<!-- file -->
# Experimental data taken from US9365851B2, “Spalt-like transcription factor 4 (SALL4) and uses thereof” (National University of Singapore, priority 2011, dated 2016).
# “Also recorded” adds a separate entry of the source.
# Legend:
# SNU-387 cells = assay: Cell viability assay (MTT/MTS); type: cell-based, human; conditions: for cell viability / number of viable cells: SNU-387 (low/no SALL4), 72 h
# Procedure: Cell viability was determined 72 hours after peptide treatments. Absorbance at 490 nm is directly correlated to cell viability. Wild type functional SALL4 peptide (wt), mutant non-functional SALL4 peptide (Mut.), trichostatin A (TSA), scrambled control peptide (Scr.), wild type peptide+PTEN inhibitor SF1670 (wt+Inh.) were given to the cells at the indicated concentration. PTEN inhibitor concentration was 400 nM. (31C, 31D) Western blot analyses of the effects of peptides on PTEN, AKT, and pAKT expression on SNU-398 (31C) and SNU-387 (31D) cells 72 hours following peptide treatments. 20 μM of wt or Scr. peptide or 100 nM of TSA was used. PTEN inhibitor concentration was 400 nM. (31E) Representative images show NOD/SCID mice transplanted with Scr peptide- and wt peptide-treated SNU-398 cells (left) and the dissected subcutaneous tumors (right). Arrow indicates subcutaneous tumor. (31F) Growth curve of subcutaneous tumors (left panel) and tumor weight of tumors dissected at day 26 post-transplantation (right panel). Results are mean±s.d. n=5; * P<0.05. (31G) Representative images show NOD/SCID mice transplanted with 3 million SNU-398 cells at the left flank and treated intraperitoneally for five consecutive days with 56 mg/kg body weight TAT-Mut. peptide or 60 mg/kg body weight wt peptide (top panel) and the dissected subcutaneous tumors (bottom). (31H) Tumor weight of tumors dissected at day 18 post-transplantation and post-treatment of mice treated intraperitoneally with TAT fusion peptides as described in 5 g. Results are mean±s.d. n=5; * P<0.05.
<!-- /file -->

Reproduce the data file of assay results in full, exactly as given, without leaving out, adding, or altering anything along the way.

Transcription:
# Experimental data taken from US9365851B2, “Spalt-like transcription factor 4 (SALL4) and uses thereof” (National University of Singapore, priority 2011, dated 2016).
# “Also recorded” adds a separate entry of the source.
# Legend:
# SNU-387 cells = assay: Cell viability assay (MTT/MTS); type: cell-based, human; conditions: for cell viability / number of viable cells: SNU-387 (low/no SALL4), 72 h
# Procedure: Cell viability was determined 72 hours after peptide treatments. Absorbance at 490 nm is directly correlated to cell viability. Wild type functional SALL4 peptide (wt), mutant non-functional SALL4 peptide (Mut.), trichostatin A (TSA), scrambled control peptide (Scr.), wild type peptide+PTEN inhibitor SF1670 (wt+Inh.) were given to the cells at the indicated concentration. PTEN inhibitor concentration was 400 nM. (31C, 31D) Western blot analyses of the effects of peptides on PTEN, AKT, and pAKT expression on SNU-398 (31C) and SNU-387 (31D) cells 72 hours following peptide treatments. 20 μM of wt or Scr. peptide or 100 nM of TSA was used. PTEN inhibitor concentration was 400 nM. (31E) Representative images show NOD/SCID mice transplanted with Scr peptide- and wt peptide-treated SNU-398 cells (left) and the dissected subcutaneous tumors (right). Arrow indicates subcutaneous tumor. (31F) Growth curve of subcutaneous tumors (left panel) and tumor weight of tumors dissected at day 26 post-transplantation (right panel). Results are mean±s.d. n=5; * P<0.05. (31G) Representative images show NOD/SCID mice transplanted with 3 million SNU-398 cells at the left flank and treated intraperitoneally for five consecutive days with 56 mg/kg body weight TAT-Mut. peptide or 60 mg/kg body weight wt peptide (top panel) and the dissected subcutaneous tumors (bottom). (31H) Tumor weight of tumors dissected at day 18 post-transplantation and post-treatment of mice treated intraperitoneally with TAT fusion peptides as described in 5 g. Results are mean±s.d. n=5; * P<0.05.